Discovering Patterns that Have Been Profitable Across All or Most of Dow-30 Stocks

Developing the capability of discovering price patterns that have been profitable in an in-sample of a group of securities, like for example the Dow-30 stocks, was an ambitious project I started last year in the form of an addition to the set of functions of Price Action Lab software. I have already presented some results for ETFs. In this post I present results for all Dow-30 stocks.

I call common patterns those that form in a security that belongs to a pre-defined group and are profitable across all or most of the securities in the group. This special category of patterns may be identified using a unique feature of the search function of Price Action Lab. Recently, I added an option that allows specifying the minimum percentage of the securities in the group that must show profitable results for each common pattern (currently in beta testing). For example, if that option is set to 80%, each common pattern must be profitable at least accross 24 stocks out of the 30 that compose the DJIA index.

Search Example

This example is for long-only stock trades and for common patterns with 5% profit target and stop-loss in the Dow-30 stocks with win rate of at least 66% and profit factor equal to at least 1.50. Each common pattern must be profitable in at least 75% of the Dow-30 stocks and the minimum profit factor for that is set at 1.01. The minimum win rate for short patterns is set at 99 to exclude them. Here is the workspace setup:

The in-sample period is from 01/04/1999 to 12/31/2009. Thirty search lines were created, one for each Dow-30 stock and the “Find Common Patterns Only” option was checked.  This test was for a regular (not-extended) search.

In-sample results

The in-sample results above (sorted by ticker name) indicate that the program found 15 patterns, out of which 5 were distinct for 12 stocks. Thus, the program in regular mode was able to identify 5 patterns that have been profitable in at least 75% of the Dow-30 stocks. This can be confirmed by clicking on a pattern line and using the “Back-Test Portfolio” tool. These are the results for the first pattern (highlighted) on the list:

It may be seen that this pattern was profitable in 23 out of the 30 stocks (76.67% win rate). Also, the number of trades for each stock are shown along with other statistics. Thus, although the trade sample size in the original results is small for each pattern, this is not relevant because what matters is the portfolio backtest sample size as shown below:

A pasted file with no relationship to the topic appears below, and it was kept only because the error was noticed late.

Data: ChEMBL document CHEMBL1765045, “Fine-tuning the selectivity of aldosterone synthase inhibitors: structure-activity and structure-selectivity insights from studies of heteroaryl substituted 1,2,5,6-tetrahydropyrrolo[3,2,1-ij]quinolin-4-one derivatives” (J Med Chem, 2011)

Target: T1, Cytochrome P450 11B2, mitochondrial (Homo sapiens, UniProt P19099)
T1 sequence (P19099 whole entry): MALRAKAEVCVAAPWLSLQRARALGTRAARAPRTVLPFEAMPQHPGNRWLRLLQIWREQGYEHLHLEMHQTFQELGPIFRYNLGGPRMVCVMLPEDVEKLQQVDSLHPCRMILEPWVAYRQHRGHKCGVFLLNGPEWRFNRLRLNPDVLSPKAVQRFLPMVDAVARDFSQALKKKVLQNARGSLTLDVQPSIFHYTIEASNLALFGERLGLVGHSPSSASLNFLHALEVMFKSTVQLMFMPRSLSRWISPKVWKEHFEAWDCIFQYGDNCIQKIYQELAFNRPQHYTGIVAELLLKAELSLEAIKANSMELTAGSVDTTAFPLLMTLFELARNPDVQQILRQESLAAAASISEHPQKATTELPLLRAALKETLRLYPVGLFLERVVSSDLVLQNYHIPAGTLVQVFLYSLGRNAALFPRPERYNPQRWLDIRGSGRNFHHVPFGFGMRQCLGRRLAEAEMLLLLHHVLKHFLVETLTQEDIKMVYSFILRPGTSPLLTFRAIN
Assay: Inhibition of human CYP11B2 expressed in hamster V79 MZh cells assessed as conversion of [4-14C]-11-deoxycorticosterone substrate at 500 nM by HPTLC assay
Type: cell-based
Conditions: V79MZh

The portfolio backtest above, determined using the “Portfolio Backtest” tool, shows that the portfolio profit factor for each pattern in the results is well above 1.00, indicating high profitability, as expected. The performance of this system, when applied to the 12 distinct stocks, can be determined using the “Test Patterns” tool, after selecting the relevant directory with the in-sample data files:

The results are shown below:

By trading ALL signals in the in-sample for the 12 stocks, the result was a profit factor of 2.56 and a win rate equal to 72.42%.

Out-of-sample test

The results for the out-of-sample test, from 01/04/2010 to 09/20/2012, can be obtained using again the “Test Patterns” tool, after selecting the directory with the out-of-sample historical data files:

The results indicate a winning, high profitability system in the out-of-sample:

In the out-of-sample, the 5 distinct patterns generated 53 trades for the 12 distinct stocks at a 64.04% win rate with a profit factor equal to 1.96.

How to trade the system

The easiest way is by adding the system to Price Action Lab System Tracking and updating the data files on a daily basis:

One could also generate code for the 5 patterns and then use it to implement the system in some other platform. Then, the program will indicate when new signals arrive for next open and for which security.

I will be forward testing this system for about 6 months and then I will possibly update it by running the workspace again.

Disclosure: no relevant position at the time of this post.

Disclaimer

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